“Watch out for the third rail, baby.”
When Lee Quiñones makes that comment, he’s being literal, warning about the high power rail as he makes his way through the trainyard, graffitiing trains. But the real electricity in Wild Style is every ounce of the burgeoning hip hop culture pouring from the screen.
The MC’s and the turntablists, new forms of music bubbling to life, the breakdancing as fresh and vital as can be, the graffiti itself all over the place, and the people, the vibes, the culture, even the streets of New York City, the landscape of a crumbling inner city from which this vibrancy arose.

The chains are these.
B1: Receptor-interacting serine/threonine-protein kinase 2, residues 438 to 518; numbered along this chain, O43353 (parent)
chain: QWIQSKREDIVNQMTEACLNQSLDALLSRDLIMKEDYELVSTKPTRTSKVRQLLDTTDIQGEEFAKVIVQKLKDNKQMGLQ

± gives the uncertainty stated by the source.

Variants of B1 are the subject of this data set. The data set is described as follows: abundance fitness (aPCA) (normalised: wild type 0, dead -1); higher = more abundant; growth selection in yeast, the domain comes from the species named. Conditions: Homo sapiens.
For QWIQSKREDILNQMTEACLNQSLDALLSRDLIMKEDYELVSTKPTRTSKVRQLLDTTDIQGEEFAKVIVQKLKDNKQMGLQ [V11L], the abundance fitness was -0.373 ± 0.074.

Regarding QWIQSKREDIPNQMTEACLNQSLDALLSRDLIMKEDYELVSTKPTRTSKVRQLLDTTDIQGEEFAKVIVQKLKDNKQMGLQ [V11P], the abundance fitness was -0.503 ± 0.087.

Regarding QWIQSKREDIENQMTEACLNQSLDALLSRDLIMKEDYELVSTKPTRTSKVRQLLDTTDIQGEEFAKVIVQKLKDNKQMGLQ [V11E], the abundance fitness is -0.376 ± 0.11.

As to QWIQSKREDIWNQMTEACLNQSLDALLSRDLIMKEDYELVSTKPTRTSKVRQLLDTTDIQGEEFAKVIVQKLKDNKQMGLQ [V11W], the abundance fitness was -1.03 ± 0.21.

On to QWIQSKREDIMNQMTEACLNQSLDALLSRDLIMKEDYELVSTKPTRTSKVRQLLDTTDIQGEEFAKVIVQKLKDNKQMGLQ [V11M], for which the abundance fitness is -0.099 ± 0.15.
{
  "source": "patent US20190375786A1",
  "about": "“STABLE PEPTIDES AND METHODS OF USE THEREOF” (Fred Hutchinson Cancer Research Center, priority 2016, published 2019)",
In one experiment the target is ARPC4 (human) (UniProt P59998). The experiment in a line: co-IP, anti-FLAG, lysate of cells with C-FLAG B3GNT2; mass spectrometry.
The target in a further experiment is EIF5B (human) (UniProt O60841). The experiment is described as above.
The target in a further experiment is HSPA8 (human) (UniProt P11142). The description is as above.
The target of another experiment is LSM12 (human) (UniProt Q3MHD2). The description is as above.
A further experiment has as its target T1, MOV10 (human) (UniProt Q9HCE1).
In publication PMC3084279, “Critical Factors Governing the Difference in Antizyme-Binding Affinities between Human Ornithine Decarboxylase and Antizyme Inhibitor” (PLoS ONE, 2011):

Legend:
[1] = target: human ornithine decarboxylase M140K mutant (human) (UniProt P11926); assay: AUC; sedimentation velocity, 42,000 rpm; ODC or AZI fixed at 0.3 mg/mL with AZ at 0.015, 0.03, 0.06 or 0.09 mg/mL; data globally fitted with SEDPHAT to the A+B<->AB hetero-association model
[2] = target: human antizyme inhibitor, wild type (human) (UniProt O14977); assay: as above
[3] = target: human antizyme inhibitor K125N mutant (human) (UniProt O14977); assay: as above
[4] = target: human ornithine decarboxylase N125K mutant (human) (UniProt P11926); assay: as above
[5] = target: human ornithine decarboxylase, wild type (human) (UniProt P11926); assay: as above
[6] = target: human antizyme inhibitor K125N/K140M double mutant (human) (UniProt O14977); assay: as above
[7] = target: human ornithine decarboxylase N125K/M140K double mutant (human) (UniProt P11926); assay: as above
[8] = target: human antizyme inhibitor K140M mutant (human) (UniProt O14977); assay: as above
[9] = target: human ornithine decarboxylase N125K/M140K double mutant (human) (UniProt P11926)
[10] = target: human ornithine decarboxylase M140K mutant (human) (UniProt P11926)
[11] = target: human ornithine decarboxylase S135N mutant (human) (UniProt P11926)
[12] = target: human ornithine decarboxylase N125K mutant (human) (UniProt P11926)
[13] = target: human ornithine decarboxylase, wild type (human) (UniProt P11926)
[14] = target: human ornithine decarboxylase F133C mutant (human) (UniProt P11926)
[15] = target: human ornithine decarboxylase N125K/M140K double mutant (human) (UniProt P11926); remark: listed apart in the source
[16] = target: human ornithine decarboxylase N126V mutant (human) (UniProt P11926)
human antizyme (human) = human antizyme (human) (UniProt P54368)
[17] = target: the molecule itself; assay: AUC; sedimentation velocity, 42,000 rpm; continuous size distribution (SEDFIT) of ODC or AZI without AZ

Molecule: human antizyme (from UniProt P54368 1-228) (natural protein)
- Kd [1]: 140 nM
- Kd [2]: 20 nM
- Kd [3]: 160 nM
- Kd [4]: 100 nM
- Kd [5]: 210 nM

Charlie Ahearn’s movie offers the least bit of narrative and characters, keeping it from…